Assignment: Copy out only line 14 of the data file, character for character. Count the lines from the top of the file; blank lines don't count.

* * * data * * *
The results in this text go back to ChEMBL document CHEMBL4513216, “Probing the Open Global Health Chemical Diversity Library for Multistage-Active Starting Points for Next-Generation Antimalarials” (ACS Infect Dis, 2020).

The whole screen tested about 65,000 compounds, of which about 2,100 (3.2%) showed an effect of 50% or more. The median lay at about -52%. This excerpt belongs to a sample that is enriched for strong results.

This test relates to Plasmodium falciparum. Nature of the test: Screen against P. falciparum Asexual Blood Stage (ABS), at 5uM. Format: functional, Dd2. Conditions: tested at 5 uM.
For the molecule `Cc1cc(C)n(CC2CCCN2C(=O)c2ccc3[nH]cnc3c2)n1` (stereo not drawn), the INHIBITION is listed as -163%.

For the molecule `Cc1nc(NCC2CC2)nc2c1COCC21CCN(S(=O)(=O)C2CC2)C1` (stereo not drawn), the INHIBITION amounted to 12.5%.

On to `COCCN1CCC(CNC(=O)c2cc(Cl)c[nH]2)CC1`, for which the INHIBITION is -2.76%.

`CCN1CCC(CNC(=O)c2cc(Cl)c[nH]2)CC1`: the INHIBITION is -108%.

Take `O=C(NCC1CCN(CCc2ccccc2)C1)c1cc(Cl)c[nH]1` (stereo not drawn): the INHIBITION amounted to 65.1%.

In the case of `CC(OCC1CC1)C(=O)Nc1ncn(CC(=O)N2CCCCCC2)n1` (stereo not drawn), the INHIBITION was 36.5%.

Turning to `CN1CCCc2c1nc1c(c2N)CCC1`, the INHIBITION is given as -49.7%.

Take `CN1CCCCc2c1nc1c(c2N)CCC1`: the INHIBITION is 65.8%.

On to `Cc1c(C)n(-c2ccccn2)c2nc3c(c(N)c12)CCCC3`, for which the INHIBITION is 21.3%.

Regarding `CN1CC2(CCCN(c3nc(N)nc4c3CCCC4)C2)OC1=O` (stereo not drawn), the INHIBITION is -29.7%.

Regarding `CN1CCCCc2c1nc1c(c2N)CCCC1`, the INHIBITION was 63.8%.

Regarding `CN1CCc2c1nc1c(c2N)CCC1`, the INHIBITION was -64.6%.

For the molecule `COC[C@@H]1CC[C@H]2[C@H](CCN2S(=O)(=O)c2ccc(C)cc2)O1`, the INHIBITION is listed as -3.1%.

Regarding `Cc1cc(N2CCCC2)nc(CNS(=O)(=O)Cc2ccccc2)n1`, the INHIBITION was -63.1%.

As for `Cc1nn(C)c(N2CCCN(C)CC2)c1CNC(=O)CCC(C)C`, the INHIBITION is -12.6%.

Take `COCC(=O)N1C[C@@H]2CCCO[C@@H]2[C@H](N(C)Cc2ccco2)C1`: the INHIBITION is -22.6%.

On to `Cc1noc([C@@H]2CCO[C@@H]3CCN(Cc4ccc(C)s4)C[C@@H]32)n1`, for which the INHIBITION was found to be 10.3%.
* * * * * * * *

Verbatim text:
Regarding `CN1CCCCc2c1nc1c(c2N)CCCC1`, the INHIBITION was 63.8%.